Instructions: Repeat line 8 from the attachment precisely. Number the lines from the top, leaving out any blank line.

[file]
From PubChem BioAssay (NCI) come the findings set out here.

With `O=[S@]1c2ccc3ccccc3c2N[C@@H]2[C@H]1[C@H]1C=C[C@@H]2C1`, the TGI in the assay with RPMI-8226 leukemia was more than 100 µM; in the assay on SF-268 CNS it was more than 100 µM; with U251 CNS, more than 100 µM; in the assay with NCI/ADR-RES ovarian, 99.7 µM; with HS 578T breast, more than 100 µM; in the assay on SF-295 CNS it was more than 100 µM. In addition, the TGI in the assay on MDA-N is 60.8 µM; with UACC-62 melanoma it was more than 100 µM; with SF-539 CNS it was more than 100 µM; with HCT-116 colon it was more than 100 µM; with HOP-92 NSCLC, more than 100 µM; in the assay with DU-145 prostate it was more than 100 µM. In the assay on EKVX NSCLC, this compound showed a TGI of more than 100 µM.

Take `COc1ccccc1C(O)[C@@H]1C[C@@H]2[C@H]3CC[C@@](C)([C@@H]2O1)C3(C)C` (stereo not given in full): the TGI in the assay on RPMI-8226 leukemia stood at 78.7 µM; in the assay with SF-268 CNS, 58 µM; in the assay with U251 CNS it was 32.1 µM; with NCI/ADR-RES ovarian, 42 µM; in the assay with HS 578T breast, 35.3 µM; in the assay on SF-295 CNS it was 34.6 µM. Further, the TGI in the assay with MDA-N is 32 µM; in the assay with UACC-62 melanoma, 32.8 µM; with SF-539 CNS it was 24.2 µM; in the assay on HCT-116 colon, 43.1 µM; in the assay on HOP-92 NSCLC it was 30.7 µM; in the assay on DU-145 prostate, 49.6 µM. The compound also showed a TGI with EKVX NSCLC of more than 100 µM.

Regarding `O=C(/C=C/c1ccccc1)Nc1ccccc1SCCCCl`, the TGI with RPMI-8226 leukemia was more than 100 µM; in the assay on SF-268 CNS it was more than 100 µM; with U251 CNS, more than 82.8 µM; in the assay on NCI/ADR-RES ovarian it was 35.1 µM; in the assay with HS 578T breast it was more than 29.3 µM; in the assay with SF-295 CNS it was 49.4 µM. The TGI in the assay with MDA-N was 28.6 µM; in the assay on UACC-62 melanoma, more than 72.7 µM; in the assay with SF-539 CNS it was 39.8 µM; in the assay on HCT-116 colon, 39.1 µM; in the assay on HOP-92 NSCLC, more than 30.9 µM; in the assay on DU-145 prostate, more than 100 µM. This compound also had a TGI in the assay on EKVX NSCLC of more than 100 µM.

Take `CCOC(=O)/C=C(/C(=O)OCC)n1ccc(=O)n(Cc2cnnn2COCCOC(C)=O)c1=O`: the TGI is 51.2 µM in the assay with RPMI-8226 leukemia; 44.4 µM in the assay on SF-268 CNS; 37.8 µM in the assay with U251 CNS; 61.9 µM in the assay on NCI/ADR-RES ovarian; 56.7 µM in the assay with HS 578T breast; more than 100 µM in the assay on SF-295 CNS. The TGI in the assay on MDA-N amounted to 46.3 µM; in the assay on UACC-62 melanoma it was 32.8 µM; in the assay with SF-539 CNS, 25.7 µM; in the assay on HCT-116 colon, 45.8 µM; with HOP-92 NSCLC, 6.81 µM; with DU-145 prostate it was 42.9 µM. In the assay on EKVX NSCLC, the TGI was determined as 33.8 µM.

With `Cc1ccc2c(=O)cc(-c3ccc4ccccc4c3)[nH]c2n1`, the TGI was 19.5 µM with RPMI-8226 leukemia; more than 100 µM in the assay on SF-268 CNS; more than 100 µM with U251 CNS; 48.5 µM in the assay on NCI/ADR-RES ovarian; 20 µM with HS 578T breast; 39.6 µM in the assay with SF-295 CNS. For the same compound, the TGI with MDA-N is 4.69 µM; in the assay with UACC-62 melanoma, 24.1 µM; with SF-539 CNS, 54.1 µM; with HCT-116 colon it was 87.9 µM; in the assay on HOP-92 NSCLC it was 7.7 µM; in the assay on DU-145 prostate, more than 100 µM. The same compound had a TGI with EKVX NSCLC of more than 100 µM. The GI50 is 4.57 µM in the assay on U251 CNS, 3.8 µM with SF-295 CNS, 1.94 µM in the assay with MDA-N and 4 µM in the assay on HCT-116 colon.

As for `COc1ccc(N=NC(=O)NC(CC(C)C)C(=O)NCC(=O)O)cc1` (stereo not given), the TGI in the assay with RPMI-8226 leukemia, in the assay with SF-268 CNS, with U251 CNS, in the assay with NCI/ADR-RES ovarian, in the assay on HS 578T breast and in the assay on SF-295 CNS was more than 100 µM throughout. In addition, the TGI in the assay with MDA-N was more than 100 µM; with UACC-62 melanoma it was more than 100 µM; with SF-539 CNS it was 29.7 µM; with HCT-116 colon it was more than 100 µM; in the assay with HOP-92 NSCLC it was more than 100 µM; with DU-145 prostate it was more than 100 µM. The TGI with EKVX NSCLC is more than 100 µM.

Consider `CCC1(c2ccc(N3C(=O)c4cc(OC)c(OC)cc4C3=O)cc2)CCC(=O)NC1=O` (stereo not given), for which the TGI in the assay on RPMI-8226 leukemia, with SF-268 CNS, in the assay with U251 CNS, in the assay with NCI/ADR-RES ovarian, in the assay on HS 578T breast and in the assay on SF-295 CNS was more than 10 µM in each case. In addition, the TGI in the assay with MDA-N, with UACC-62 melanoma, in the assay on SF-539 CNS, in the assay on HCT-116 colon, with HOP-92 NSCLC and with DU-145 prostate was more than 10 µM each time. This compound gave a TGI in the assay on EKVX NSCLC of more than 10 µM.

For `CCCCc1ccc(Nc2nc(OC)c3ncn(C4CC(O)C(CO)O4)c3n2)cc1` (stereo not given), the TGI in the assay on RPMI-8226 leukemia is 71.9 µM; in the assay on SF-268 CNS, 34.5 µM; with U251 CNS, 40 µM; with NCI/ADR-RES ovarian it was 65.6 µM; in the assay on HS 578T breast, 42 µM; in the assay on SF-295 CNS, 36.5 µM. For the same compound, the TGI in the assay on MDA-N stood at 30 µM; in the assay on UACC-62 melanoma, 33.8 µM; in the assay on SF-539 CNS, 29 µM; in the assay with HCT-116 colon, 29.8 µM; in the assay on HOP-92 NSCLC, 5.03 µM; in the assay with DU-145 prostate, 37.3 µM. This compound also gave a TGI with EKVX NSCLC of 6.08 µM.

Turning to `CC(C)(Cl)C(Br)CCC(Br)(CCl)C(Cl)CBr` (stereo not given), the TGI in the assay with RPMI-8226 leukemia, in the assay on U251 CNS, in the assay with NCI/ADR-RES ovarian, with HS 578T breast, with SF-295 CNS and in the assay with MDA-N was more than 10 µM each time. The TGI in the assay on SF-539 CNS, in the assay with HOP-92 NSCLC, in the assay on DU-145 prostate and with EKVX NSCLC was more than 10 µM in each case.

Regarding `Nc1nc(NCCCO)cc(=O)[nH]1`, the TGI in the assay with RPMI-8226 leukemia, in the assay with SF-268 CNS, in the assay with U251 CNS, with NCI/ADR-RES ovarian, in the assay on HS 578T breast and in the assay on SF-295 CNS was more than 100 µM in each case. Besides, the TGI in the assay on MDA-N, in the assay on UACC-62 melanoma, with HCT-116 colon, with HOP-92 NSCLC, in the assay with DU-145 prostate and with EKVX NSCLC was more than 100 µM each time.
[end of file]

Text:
Consider `CCC1(c2ccc(N3C(=O)c4cc(OC)c(OC)cc4C3=O)cc2)CCC(=O)NC1=O` (stereo not given), for which the TGI in the assay on RPMI-8226 leukemia, with SF-268 CNS, in the assay with U251 CNS, in the assay with NCI/ADR-RES ovarian, in the assay on HS 578T breast and in the assay on SF-295 CNS was more than 10 µM in each case. In addition, the TGI in the assay with MDA-N, with UACC-62 melanoma, in the assay on SF-539 CNS, in the assay on HCT-116 colon, with HOP-92 NSCLC and with DU-145 prostate was more than 10 µM each time. This compound gave a TGI in the assay on EKVX NSCLC of more than 10 µM.